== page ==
New figures show 122 current or former U.S. federal agents and employees of the Customs and Border Protection agency have been arrested or indicted for corruption since October 2004.  In addition, 92 of those cases were considered instances of “Mission Compromising Corruption,” in which the employee violated, or facilitated the violation of the laws the agency enforces -- such as those related to the smuggling of drugs or illegal aliens.

The numbers are from U.S. Customs and Border Protection (CBP) data released to KHOU-TV in response to a Freedom of Information Act request.

“When it happens on our side of the border, with our law enforcement, then I think the American people lose trust,” said U.S. Representative Michael McCaul, who serves as the chairman of the Homeland Security Subcommittee on Oversight, Investigations and Management. "We in the Congress need to highlight this issue, as well as to send a message to (those) bad apples that you know what, we’re not going to stand for this,” he said.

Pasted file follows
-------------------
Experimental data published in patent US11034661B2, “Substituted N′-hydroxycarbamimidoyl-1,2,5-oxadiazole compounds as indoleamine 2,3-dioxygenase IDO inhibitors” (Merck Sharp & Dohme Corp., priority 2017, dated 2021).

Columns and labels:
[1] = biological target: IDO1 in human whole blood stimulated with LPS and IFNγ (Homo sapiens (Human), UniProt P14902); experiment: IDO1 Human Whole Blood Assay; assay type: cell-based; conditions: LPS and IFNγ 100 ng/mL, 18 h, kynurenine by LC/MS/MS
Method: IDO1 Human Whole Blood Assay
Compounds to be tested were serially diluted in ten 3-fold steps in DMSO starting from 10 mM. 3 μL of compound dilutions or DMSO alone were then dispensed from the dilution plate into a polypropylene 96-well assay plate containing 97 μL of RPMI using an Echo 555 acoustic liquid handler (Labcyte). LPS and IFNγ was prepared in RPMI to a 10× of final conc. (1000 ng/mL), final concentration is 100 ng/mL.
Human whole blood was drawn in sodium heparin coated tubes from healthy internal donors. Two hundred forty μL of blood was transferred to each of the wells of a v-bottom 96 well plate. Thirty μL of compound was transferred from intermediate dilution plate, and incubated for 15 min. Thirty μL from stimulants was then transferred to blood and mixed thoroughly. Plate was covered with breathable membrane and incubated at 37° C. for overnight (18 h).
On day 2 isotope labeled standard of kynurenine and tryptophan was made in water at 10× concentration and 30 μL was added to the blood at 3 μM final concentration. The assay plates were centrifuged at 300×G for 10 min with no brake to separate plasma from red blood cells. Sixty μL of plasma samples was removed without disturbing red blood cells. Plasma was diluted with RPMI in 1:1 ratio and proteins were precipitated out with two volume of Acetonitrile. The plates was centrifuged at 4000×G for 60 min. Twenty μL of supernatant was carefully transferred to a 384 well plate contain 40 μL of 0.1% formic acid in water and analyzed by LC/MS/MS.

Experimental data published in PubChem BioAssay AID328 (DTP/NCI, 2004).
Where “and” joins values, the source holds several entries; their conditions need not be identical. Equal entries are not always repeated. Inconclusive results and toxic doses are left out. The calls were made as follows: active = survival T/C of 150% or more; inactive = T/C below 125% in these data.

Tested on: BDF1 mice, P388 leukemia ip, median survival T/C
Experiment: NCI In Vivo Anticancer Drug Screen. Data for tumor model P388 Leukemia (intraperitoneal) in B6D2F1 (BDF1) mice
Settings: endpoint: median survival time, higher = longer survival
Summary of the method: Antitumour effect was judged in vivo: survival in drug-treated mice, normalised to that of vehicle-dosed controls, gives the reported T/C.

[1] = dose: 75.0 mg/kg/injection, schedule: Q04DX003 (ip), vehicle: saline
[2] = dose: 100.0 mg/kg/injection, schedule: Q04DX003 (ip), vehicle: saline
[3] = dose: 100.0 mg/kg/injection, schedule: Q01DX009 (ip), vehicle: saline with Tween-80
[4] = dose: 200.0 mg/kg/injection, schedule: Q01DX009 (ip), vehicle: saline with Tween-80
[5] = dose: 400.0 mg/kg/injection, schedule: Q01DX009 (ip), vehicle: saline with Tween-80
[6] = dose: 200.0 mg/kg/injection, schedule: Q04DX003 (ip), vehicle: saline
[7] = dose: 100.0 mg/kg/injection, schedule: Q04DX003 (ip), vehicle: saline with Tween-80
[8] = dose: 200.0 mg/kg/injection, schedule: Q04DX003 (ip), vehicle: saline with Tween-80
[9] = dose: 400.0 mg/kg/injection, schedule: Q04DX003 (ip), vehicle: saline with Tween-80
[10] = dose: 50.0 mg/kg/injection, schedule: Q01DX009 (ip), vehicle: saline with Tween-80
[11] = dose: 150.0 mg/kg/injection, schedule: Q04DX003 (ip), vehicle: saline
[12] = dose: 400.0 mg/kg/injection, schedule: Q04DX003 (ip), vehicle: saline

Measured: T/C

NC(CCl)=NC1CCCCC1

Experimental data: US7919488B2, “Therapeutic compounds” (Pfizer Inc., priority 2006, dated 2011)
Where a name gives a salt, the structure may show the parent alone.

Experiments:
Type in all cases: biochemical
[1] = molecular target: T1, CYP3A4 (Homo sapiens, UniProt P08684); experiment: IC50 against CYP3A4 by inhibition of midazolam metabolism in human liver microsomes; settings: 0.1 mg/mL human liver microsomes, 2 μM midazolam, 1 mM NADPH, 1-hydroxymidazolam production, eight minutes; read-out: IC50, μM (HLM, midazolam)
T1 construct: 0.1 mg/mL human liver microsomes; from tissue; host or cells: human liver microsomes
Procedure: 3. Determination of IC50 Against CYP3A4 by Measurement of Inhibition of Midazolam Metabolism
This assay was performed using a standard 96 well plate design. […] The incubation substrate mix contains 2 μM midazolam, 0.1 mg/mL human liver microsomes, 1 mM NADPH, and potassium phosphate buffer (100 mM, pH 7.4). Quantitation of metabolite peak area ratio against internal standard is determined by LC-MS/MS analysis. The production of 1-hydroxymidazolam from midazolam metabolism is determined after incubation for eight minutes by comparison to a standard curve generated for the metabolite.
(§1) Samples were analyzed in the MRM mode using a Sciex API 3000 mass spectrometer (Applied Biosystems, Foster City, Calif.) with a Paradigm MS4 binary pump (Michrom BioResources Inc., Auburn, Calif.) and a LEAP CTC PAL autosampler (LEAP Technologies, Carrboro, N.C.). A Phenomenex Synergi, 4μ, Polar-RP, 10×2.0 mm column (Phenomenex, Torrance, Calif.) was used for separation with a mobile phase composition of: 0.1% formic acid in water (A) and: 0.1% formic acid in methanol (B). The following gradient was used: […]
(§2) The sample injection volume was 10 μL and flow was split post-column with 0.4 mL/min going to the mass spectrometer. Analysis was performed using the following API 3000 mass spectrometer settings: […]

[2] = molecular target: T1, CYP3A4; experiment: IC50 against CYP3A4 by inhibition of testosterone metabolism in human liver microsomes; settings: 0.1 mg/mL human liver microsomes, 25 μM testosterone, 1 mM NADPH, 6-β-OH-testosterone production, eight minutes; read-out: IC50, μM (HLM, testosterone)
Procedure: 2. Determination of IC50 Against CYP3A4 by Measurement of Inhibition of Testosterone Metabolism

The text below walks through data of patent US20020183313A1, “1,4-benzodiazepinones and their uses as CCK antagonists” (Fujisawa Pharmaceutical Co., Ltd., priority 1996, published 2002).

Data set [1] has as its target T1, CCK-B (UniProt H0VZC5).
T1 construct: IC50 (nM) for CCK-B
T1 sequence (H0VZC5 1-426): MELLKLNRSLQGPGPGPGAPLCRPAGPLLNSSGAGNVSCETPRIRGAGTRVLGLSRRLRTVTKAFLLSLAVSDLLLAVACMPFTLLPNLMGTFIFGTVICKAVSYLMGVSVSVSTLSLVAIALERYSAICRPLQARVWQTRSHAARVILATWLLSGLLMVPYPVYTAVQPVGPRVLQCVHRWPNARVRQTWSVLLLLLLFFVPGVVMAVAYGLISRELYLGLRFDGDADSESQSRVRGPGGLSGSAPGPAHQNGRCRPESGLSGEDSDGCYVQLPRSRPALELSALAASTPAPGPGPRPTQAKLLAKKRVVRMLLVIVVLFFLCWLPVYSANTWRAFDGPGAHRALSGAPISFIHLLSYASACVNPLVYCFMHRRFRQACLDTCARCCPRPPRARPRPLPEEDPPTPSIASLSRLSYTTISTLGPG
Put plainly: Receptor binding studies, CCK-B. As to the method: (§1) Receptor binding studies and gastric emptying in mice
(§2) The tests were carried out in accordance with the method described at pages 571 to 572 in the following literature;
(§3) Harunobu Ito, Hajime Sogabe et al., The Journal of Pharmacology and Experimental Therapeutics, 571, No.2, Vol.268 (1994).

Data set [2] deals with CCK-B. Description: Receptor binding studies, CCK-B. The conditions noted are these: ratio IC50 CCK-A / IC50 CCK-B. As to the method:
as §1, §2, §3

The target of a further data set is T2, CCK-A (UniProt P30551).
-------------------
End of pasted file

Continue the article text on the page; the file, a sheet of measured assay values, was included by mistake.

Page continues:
McCaul says he is troubled by what seems to be a gaping hole that KHOU-TV discovered in CBP’s anti-corruption policies. According to the KHOU-TV report, with law enforcement agencies like the Federal Bureau of Investigation, every employee goes through an extensive pre-employment screening, as well as new re-investigations after they are hired, which include polygraph exams every five years. The CBP, however, does not regularly polygraph its employees after they are hired and placed into sensitive positions along the border,  where cartels are known to be targeting them.

“It makes no sense, because the corruption is not going to take place before they are hired. The corruption takes place after they are hired,” said McCaul. “That’s the cartels’ method of operation. They corrupt, they buy off police chiefs, they buy off mayors, they buy off elected officials, and now they’re trying to buy off our border patrol agents. And that is what is so disturbing about this story.”

Rep. McCaul says he plans to hold a Congressional hearing to study corruption in law enforcement along the border where he plans to address other serious questions about the effectiveness of Customs and Border Protection in policing its own employees and agents.